would ask you, then, why are you in business in the first place? Obviously people
care about your business. You have an audience. There's people listening to this
right now. People do care about your business. You have an audience. When people
think of a press release, they think of telling the entire world, but that's not
what a press release is. When you put out a press release, just like when you put
out any piece of content, that's going to reach your audience. Your audience will
find it. It's like if you make a blog post. If you put out any piece of content,
it's with an intention that it's going to reach the right audience, and that's
what happens when you put out a press release, because of the way the internet
works, and people can find their way to your content. That's essentially what

As a very simple example, it can end up in Google News. People who are searching
for information in Google News, or within Google, or within Yahoo, and places like
that, they're going to find the content which you put out, so it's another channel
which is going to bring a targeted audience to you. It's about what announcement
would you feel comfortable making, or what do you want to share about your
business and what you're doing with your potential audience? You're not pitching
to Forbes. You're putting an announcement out to your business, essentially to
your people. That's how it should be looked at. It's content marketing. You're not
pitching to journalists. You're not pitching to Forbes. If that happens, great,
but if you want to pitch to Forbes, to be honest, the press release is not the way
to go about it. There's different ways that you would do that. An online press
release is specifically for you to put out news, announcements, and information
about your business, which then attracts the right people to you. Does that make

Igor Kheifets: Uh-huh (affirmative). Then it allows me to shift my paradigm from
seeing this as me standing on top of a box in the middle of the New York train
station or something like that, and shouting, "Hey, look at my business. My
business does this or does that." What you're saying is this is like publishing a
blog post, but it gets to reach all these publications, giving me the exposure,
but I have to do it with the idea of getting my target market. In other words, I
have to write about things that they care about, therefore, they will care to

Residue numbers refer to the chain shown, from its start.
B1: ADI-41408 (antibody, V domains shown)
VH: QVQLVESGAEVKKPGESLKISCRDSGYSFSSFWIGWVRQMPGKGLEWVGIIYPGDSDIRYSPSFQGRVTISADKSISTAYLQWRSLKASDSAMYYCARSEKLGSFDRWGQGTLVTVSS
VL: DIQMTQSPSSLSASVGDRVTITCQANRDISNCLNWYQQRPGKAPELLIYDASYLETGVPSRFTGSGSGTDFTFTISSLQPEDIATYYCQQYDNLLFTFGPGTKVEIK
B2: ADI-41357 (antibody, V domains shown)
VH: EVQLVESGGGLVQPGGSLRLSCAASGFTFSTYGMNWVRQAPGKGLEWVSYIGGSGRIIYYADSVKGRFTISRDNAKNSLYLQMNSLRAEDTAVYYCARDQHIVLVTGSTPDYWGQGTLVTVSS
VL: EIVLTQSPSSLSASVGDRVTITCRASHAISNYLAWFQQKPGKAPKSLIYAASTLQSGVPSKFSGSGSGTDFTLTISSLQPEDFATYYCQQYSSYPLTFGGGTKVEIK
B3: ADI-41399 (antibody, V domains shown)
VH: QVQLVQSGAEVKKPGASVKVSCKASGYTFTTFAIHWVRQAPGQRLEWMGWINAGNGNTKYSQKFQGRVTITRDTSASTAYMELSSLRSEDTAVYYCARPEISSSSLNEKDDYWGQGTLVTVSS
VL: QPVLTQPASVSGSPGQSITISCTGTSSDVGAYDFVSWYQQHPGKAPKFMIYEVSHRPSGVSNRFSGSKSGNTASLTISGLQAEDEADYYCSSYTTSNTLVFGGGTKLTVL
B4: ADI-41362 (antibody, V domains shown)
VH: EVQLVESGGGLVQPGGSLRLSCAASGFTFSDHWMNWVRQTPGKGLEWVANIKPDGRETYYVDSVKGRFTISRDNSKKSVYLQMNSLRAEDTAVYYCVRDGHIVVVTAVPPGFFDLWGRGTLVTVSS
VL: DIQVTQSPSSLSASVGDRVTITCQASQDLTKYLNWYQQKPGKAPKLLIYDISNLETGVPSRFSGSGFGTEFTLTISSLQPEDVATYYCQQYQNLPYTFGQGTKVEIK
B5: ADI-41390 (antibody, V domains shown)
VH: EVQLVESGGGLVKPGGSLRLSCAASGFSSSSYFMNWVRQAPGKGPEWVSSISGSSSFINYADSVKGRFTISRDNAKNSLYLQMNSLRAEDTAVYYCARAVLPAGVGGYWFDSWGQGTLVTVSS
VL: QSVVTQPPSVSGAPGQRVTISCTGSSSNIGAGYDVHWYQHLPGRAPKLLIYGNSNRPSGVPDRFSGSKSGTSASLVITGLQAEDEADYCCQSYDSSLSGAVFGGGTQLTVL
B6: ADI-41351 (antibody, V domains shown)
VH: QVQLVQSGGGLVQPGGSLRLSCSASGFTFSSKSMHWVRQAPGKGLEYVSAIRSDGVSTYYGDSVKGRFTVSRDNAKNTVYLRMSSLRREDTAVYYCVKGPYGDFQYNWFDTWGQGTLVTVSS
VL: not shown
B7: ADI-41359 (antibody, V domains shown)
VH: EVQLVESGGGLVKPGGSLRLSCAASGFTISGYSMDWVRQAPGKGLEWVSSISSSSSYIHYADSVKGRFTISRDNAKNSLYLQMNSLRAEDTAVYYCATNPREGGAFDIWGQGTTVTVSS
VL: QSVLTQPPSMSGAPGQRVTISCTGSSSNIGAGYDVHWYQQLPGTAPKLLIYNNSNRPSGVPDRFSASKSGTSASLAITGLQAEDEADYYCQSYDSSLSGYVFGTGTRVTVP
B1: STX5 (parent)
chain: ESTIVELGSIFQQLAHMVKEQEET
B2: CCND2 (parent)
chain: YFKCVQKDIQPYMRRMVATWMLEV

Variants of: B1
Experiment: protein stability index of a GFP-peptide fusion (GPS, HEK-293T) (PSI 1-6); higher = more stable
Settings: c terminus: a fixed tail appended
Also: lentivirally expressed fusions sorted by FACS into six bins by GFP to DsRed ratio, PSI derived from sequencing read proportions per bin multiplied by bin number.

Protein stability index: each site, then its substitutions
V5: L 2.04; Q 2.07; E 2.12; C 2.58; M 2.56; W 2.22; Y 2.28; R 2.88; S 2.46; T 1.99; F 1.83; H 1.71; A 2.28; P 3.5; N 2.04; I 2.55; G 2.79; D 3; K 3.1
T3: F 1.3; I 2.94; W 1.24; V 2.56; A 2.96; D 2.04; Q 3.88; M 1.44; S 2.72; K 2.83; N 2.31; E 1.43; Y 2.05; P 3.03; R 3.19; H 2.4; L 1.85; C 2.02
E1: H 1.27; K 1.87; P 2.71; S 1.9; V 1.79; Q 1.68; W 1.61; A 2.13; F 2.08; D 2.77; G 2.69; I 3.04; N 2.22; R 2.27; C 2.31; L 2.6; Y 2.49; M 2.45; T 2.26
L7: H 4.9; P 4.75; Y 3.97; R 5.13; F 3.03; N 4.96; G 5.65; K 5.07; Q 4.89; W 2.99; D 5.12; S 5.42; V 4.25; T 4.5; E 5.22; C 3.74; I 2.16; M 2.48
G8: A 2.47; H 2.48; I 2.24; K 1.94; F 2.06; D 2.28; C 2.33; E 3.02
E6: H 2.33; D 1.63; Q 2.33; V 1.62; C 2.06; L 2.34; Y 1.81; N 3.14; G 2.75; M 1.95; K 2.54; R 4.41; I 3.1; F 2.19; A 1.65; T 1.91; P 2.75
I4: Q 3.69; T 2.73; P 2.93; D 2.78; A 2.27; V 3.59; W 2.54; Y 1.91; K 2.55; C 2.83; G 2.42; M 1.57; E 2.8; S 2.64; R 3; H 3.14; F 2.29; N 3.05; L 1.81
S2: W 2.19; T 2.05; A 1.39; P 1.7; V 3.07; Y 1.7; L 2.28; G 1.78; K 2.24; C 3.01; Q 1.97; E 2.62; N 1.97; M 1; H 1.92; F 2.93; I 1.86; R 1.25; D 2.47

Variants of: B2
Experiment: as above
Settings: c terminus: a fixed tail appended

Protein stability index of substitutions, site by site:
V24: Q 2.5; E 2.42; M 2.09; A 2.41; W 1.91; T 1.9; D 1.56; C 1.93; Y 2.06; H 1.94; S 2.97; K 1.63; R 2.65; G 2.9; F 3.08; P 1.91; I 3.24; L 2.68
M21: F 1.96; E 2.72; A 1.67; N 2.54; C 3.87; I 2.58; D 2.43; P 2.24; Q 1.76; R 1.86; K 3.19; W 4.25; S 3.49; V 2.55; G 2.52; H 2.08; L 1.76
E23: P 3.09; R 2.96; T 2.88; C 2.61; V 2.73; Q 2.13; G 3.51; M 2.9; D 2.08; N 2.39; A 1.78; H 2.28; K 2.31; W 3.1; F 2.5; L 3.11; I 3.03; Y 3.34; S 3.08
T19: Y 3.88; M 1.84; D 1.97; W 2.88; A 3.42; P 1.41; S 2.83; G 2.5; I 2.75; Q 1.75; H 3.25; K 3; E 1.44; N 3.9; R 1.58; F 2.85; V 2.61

reach out to me to help solve their problems.m

Chris Munch: Exactly. Exactly. If you're putting out a blog post, you put that on
your own site, but what happens if you could take that content and write it in the
style of a press release, and make an announcement that's then put out on all
sorts of different websites, on all sorts of different platforms? You're not just
putting it out on your own site, you're putting it out on all these other sites,
and so you drastically increase the chance that you're going to reach the people
that you want to reach, so that they have other avenues in which that they can
find you. We've just found this to be incredibly effective when you use the right

Igor Kheifets: Okay. Interesting. Now I'm really excited about press releases. I'm
definitely going to use them for quite a few things, and we're probably going to
chat about this once we're done with this interview. My next question, I'm going
to try and get a few more specifics from you about how to actually do it.
Obviously, as far as distribution, we're going to use your service. That's a
no-brainer. However, how about writing that press release? How long does it need
to be? Do I need to include any keywords? Do I need to structure it in a certain

Chris Munch: Yeah, okay, so first I'll just address the distribution, because
that's really, really important. There's lots of companies out there, essentially
pretending to be press release distribution platforms, and they're really nothing
but spam. They say they distribute, but then when you look at where they
published, no one really has a chance of finding what you've put out there. First
of all, you have to be very, very careful who you distribute with, because one,
you don't want to have it landing on sites which are spam. That's not going to be
good for you. You want to make sure that you're reaching sites that people read,
that are trusted, that have, essentially, authority, that are going to help you be
able to reach people. That's very, very important. That's something that we focus
on, and we have by far the best distribution for the price we offer.

Secondly, then, when it comes to writing and how you structure that, essentially,
you want to think carefully about the headline which you're writing. You want to
make sure the headline describes what you're talking about. You want to make it
newsworthy, if that's relevant. With a press release, it could be a newsworthy
announcement, as in something that might get picked up by journalists, or it could
be just simply an announcement about the company and what you do, in which case,